As a result, they expect to be given responsibilities and trust NOW, even if “91% of Millennials expect to stay in a job for less than three years” (Future Workplace Multi-Generation Survey of 1189 knowledge workers, Millennials). Bottom line, the best way to keep them in your company is to allow them more freedom and to trust them.
This generation also has been encouraged by their parents to succeed, and they respond much more quickly to praise than criticism. That said, they are also very open-minded and will CONSIDER your advice and comments.
The research suggests that they prefer (need?) flexible working hours, and that they know how to balance life, studies and work.
So far, what we think we know is that Millennials:
- Need to be involved in interesting tasks in which they feel confident and also useful.
- Need flexibility in their work schedule.
- Want to be allowed to work the way they want, where they want because this generation really improved teleworking to the point where an office seems irrelevant to them.
- Want to be given a chance to improve themselves and
- Want you, their manager, to also learn from them, because they are aware of everything happening in the world, from innovation to world conflicts and politics.
- Place a higher value on their career progression than the salary we can offer them now.
The Millennial Impact on Optimal Performance
Need I point out that traditional techniques do not work with this new generation? So how do you motivate them, urge them to go farther and to apply their skills to your company? How will the arrival of Millennials transform current management behavior?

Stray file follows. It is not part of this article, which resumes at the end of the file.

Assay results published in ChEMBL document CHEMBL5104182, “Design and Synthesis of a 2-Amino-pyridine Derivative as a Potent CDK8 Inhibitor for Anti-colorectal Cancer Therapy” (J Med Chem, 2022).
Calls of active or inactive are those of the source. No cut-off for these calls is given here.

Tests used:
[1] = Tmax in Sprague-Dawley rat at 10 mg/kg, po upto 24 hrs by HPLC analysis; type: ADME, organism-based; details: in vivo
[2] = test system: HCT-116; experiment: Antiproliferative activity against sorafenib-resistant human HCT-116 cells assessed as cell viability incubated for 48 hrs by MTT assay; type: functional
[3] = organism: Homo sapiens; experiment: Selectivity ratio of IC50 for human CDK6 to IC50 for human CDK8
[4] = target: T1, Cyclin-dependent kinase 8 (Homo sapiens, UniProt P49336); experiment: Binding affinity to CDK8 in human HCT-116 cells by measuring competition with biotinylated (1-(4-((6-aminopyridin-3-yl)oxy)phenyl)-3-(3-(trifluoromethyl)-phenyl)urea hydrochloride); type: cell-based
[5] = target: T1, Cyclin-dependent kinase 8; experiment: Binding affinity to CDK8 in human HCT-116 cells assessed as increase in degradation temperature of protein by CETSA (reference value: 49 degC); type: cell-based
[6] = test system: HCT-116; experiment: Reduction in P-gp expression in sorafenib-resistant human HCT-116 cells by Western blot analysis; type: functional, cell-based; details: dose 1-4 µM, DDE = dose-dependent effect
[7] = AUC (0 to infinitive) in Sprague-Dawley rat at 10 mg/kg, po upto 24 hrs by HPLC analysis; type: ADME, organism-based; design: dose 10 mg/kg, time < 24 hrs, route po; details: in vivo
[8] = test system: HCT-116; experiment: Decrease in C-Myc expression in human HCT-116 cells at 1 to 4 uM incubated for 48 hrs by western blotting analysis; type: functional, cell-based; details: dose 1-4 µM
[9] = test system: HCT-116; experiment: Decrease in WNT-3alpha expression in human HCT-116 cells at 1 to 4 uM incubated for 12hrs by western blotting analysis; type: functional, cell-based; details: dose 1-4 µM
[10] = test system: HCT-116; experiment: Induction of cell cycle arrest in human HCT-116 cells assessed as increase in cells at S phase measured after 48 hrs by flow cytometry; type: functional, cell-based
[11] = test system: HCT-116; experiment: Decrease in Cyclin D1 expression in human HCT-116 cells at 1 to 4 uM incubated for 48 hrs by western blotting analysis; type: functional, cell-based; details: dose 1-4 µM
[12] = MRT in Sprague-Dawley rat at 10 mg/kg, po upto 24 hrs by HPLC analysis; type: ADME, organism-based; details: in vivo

Unilateral Acceptance of the Story on Millennials at Work?
Not everyone agrees about what Millennials value at work. According to author Adam M. Grant, a deeper dive is required before conclusions are drawn about Millennials.
“The new generation has joined the workforce, and we can’t seem to figure out what they want. Some observers believe that Millennials display ‘a notable urgency to make social change’ (Washington Post), and their ‘commitment to altruism signifies a fundamental change’” (Forbes). Others call Millennials ‘narcissistic praise hounds’ (CBS News), ‘cocky about their place in the world’ (Time), whose goal is ‘wealth and fame’ (USA Today).”
Who’s right? Neither—or both.
Psychologist Jean Twenge believes the approaches to study Millennials is flawed. In one study Twenge and her colleagues accessed a survey of work values done with 16,500 Boomers in 1976, Gen Xers in 1991 and Millennials in 2005 and it seems fair to question the above conclusions.
The high schoolers rated the importance of various job attributes on a 1-5 scale, where 1 = not at all important and 5 = very important. Twenge and her colleagues grouped the questions into five categories of work values:
- Intrinsic: interesting work, learning opportunities, being challenged
- Extrinsic: pay, promotions, status
- Altruistic: helping others, contributing to society
- Leisure: vacation time, work-life balance
- Social: interacting with others, making friends
In this longitudinal look, the three generations were remarkably similar, not different. “On average, all three generations rated intrinsic values the highest, extrinsic and altruistic values in the middle, and leisure and social rewards at the bottom.” Dr. Jean Twenge is a professor at SDSU in San Diego as well as author, presenter and consultant on generational issues.
If this view teases you into more curiosity about work values in general, Adam’s new book, Give and Take: A Revolutionary Approach to Success, is a New York Times and Wall Street Journal bestseller.